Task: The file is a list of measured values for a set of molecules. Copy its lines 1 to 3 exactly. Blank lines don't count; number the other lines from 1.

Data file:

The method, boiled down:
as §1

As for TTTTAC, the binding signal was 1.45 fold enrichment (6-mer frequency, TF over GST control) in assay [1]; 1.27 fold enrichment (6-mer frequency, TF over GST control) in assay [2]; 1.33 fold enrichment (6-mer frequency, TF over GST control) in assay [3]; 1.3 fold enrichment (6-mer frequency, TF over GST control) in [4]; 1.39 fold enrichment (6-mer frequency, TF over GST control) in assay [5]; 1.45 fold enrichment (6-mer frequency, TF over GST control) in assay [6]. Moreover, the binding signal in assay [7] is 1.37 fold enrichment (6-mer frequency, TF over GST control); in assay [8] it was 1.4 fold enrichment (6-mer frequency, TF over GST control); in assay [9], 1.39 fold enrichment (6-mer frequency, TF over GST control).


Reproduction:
The method, boiled down:
as §1

As for TTTTAC, the binding signal was 1.45 fold enrichment (6-mer frequency, TF over GST control) in assay [1]; 1.27 fold enrichment (6-mer frequency, TF over GST control) in assay [2]; 1.33 fold enrichment (6-mer frequency, TF over GST control) in assay [3]; 1.3 fold enrichment (6-mer frequency, TF over GST control) in [4]; 1.39 fold enrichment (6-mer frequency, TF over GST control) in assay [5]; 1.45 fold enrichment (6-mer frequency, TF over GST control) in assay [6]. Moreover, the binding signal in assay [7] is 1.37 fold enrichment (6-mer frequency, TF over GST control); in assay [8] it was 1.4 fold enrichment (6-mer frequency, TF over GST control); in assay [9], 1.39 fold enrichment (6-mer frequency, TF over GST control).